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Grand Corruption in Utilities


  • Kenny, Charles

    () (The World Bank)

  • Soreide, Tina

    () (The World Bank)


This paper discusses mechanisms of grand corruption in private sector utility provision in developing countries. By the term "grand corruption," the authors abstract from the petty corruption that consumers experience -- for example, when firms and individuals pay bribes to get water delivery or an electricity connection. The paper focuses on decisions made at the government level involving private sector management, ownership, and provision of utility services. Corruption at that level may influence the pace and nature of private sector involvement and competition in utilities, as well as the level and form of investments, subsidies, and prices. On the basis of a literature review and interviews with firms and regulating authorities in two countries, Tanzania and the Philippines, this paper discusses the levels and determinants of grand corruption in utilities. The paper concludes by discussing a research program to extend this knowledge through a cross-country survey instrument.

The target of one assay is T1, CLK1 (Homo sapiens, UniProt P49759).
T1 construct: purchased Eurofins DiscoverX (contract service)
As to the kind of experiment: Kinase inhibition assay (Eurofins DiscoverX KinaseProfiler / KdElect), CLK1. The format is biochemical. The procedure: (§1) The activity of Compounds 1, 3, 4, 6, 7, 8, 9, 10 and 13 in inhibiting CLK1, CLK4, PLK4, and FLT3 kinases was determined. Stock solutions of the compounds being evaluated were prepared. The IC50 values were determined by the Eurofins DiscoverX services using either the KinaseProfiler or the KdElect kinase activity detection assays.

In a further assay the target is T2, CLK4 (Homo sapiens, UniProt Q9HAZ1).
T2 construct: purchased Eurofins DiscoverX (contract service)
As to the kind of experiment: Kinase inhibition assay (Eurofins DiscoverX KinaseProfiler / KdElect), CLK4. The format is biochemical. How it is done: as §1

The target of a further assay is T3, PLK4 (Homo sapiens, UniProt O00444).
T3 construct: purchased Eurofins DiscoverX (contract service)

Suggested Citation

  • Kenny, Charles & Soreide, Tina, 2008. "Grand Corruption in Utilities," Policy Research Working Paper Series 4805, The World Bank.
  • Handle: RePEc:wbk:wbrwps:4805

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    References listed on IDEAS

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    Cited by:

    1. Rory Truex & Tina Søreide, 2011. "Why Multi-Stakeholder Groups Succeed and Fail," Chapters,in: International Handbook on the Economics of Corruption, Volume Two, chapter 17 Edward Elgar Publishing.
    2. Kolstad, Ivar & Søreide, Tina, 2009. "Corruption in natural resource management: Implications for policy makers," Resources Policy, Elsevier, vol. 34(4), pages 214-226, December.
    3. Gaoussou Diarra & Sébastien Marchand, 2011. "Environmental Compliance, Corruption and Governance: Theory and Evidence on Forest Stock in Developing Countries," Working Papers halshs-00557677, HAL.

    More about this item


    abuse; access to capital; access to finance; Access to information; accessibility; accountability; anti-corruption; Asian Development Bank; assets; asymmetric information; authority;

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